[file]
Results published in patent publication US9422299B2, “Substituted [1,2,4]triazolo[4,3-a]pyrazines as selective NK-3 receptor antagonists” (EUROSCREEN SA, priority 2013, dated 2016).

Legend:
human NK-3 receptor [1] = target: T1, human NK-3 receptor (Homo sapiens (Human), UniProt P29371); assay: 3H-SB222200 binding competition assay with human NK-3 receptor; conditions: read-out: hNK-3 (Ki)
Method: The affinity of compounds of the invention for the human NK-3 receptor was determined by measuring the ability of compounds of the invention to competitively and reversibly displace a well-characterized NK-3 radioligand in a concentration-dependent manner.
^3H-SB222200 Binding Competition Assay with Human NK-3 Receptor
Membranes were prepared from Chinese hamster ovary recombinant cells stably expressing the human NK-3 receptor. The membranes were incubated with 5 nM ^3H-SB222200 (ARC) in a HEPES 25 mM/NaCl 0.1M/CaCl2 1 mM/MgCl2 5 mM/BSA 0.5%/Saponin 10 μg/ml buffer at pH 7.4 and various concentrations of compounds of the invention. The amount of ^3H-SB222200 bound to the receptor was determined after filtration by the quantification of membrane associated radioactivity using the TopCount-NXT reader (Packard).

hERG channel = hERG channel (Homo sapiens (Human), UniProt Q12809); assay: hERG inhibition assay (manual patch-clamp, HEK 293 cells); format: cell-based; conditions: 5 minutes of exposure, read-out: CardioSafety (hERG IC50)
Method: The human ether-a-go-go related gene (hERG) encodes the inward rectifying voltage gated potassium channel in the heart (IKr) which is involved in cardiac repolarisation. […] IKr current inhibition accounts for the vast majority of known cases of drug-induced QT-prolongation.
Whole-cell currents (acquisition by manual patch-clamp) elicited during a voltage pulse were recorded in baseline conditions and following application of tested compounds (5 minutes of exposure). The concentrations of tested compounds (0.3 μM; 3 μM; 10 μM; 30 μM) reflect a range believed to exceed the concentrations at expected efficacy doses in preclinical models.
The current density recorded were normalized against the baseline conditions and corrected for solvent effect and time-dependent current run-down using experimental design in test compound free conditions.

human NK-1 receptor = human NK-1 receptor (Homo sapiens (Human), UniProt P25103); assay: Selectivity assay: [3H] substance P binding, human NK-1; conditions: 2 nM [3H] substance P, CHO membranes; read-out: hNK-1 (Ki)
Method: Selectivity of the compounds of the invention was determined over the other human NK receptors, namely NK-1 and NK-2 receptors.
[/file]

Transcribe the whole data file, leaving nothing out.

Results published in patent publication US9422299B2, “Substituted [1,2,4]triazolo[4,3-a]pyrazines as selective NK-3 receptor antagonists” (EUROSCREEN SA, priority 2013, dated 2016).

Legend:
human NK-3 receptor [1] = target: T1, human NK-3 receptor (Homo sapiens (Human), UniProt P29371); assay: 3H-SB222200 binding competition assay with human NK-3 receptor; conditions: read-out: hNK-3 (Ki)
Method: The affinity of compounds of the invention for the human NK-3 receptor was determined by measuring the ability of compounds of the invention to competitively and reversibly displace a well-characterized NK-3 radioligand in a concentration-dependent manner.
^3H-SB222200 Binding Competition Assay with Human NK-3 Receptor
Membranes were prepared from Chinese hamster ovary recombinant cells stably expressing the human NK-3 receptor. The membranes were incubated with 5 nM ^3H-SB222200 (ARC) in a HEPES 25 mM/NaCl 0.1M/CaCl2 1 mM/MgCl2 5 mM/BSA 0.5%/Saponin 10 μg/ml buffer at pH 7.4 and various concentrations of compounds of the invention. The amount of ^3H-SB222200 bound to the receptor was determined after filtration by the quantification of membrane associated radioactivity using the TopCount-NXT reader (Packard).

hERG channel = hERG channel (Homo sapiens (Human), UniProt Q12809); assay: hERG inhibition assay (manual patch-clamp, HEK 293 cells); format: cell-based; conditions: 5 minutes of exposure, read-out: CardioSafety (hERG IC50)
Method: The human ether-a-go-go related gene (hERG) encodes the inward rectifying voltage gated potassium channel in the heart (IKr) which is involved in cardiac repolarisation. […] IKr current inhibition accounts for the vast majority of known cases of drug-induced QT-prolongation.
Whole-cell currents (acquisition by manual patch-clamp) elicited during a voltage pulse were recorded in baseline conditions and following application of tested compounds (5 minutes of exposure). The concentrations of tested compounds (0.3 μM; 3 μM; 10 μM; 30 μM) reflect a range believed to exceed the concentrations at expected efficacy doses in preclinical models.
The current density recorded were normalized against the baseline conditions and corrected for solvent effect and time-dependent current run-down using experimental design in test compound free conditions.

human NK-1 receptor = human NK-1 receptor (Homo sapiens (Human), UniProt P25103); assay: Selectivity assay: [3H] substance P binding, human NK-1; conditions: 2 nM [3H] substance P, CHO membranes; read-out: hNK-1 (Ki)
Method: Selectivity of the compounds of the invention was determined over the other human NK receptors, namely NK-1 and NK-2 receptors.